Volumetric mass transfer coefficient (kLa) is an important parameter in bioreactors handling viscous fermentations such as xanthan gum production, as it affects the reactor performance and productivity. Published literatures showed that adding an organic phase such as hydrocarbons or vegetable oil could increase the kLa. The present study opted for palm oil as the organic phase as it is plentiful in Malaysia. Experiments were carried out to study the effect of viscosity, gas holdup, and kLa on the xanthan solution with different palm oil fractions by varying the agitation rate and aeration rate in a 5 L bench-top bioreactor fitted with twin Rushton turbines. Results showed that 10% (v/v) of palm oil raised the kLa of xanthan solution by 1.5 to 3 folds with the highest kLa value of 84.44 h(-1). It was also found that palm oil increased the gas holdup and viscosity of the xanthan solution. The kLa values obtained as a function of power input, superficial gas velocity, and palm oil fraction were validated by two different empirical equations. Similarly, the gas holdup obtained as a function of power input and superficial gas velocity was validated by another empirical equation. All correlations were found to fit well with higher determination coefficients.
A predictive model of a virgin coconut oil (VCO) nanoemulsion system for the topical delivery of copper peptide (an anti-aging compound) was developed using an artificial neural network (ANN) to investigate the factors that influence particle size. Four independent variables including the amount of VCO, Tween 80: Pluronic F68 (T80:PF68), xanthan gum and water were the inputs whereas particle size was taken as the response for the trained network. Genetic algorithms (GA) were used to model the data which were divided into training sets, testing sets and validation sets. The model obtained indicated the high quality performance of the neural network and its capability to identify the critical composition factors for the VCO nanoemulsion. The main factor controlling the particle size was found out to be xanthan gum (28.56%) followed by T80:PF68 (26.9%), VCO (22.8%) and water (21.74%). The formulation containing copper peptide was then successfully prepared using optimum conditions and particle sizes of 120.7 nm were obtained. The final formulation exhibited a zeta potential lower than -25 mV and showed good physical stability towards centrifugation test, freeze-thaw cycle test and storage at temperature 25°C and 45°C.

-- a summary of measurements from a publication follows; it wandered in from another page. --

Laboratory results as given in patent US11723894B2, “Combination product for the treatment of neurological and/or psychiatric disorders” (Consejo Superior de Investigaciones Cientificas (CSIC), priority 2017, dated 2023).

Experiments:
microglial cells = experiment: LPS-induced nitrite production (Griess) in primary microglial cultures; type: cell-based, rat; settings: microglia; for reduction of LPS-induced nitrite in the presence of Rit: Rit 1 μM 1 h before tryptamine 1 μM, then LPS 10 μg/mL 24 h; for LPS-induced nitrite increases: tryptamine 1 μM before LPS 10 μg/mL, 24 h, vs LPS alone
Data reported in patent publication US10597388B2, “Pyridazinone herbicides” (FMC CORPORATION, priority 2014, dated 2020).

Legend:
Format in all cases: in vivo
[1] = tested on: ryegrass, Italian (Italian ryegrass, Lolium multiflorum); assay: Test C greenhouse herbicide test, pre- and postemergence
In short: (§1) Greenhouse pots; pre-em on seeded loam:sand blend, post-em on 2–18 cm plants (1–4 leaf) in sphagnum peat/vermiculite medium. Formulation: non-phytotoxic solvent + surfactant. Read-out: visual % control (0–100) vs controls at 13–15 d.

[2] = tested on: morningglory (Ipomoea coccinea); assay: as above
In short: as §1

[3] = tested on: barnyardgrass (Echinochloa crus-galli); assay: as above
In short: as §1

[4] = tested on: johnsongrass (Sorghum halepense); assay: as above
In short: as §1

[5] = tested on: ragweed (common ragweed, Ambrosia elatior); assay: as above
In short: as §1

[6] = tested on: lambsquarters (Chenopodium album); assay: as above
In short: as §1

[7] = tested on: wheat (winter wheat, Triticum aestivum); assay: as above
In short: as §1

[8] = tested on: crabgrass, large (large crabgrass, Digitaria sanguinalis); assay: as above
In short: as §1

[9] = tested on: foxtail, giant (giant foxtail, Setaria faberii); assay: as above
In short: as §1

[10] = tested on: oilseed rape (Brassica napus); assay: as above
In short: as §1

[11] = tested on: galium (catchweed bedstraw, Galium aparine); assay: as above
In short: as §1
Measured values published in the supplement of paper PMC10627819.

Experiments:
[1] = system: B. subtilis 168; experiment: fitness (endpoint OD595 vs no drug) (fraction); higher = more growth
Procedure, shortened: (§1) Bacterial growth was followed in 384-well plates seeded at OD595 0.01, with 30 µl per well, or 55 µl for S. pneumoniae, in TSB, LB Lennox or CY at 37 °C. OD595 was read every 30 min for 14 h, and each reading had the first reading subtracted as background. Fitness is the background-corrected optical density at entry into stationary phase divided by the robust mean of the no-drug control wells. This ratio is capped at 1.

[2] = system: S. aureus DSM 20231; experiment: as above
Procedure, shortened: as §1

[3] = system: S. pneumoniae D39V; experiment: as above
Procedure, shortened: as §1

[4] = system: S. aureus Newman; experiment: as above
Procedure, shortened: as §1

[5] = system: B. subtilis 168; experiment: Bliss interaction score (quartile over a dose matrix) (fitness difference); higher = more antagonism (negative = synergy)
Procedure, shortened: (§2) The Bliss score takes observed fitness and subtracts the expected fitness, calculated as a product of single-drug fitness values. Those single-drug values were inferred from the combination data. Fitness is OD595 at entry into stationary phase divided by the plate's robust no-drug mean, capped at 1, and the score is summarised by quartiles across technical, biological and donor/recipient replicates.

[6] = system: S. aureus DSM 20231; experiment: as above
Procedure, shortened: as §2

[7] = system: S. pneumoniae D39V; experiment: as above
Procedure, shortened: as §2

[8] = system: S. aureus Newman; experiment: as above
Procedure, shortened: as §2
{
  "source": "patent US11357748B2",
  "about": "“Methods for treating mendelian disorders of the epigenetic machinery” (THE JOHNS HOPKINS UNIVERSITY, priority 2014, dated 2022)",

The capsular polysaccharide Vi antigen (ViCPS) is an essential virulence factor and also a protective antigen of Salmonella enterica serovar Typhi. A random 12-mer phage-displayed peptide library was used to identify mimotopes (epitope analogues) of this antigen by panning against a ViCPS-specific monoclonal antibody (MAb) ATVi. Approximately 75% of the phage clones selected in the fourth round carried the peptide sequence TSHHDSHGLHRV, and the rest of the clones harbored ENHSPVNIAHKL and other related sequences. These two sequences were also obtained in a similar panning process by using pooled sera from patients with a confirmed diagnosis of typhoid fever, suggesting they mimic immunodominant epitopes of ViCPS antigens. Binding of MAb ATVi to the mimotopes was specifically blocked by ViCPS, indicating that they interact with the same binding site (paratope) of the MAb. Data and reagents generated in this study have important implications for the development of peptide-base diagnostic tests and peptide vaccines and may also provide a better understanding of the pathogenesis of typhoid fever.
Gellan gum based floating beads containing clarithromycin (FBC) were prepared by iontotropic gelation method for stomach-specific drug delivery against Helicobacter pylori. The scanning electron microscope photograph indicated that prepared beads were spherical in shape with rough outer surface. Formulation variables such as concentrations of gellan, calcium carbonate and drug loading influenced the in vitro drug release characteristics of prepared beads. In vitro release rate of clarithromycin was corrected using first order degradation rate constant which is degraded significantly during the release study in simulated gastric fluid pH 2.0. Further, the absence of interactions between drug and polymer was confirmed by differential scanning calorimetry analysis. Kinetic treatment of the in vitro drug release data with different kinetic equations revealed matrix diffusion mechanism. Prepared beads showed good anti-microbial activity against isolated H. pylori strain. The prepared beads have shown good in vivo floating efficiency in rabbit stomach. The stability studies of beads did not show any significant changes after storage of beads at 40 degrees C/75% relative humidity for 6 months. The preliminary results from this study suggest that floating beads of gellan can be used to incorporate antibiotics like clarithromycin and may be effective when administered locally in the stomach against H. pylori.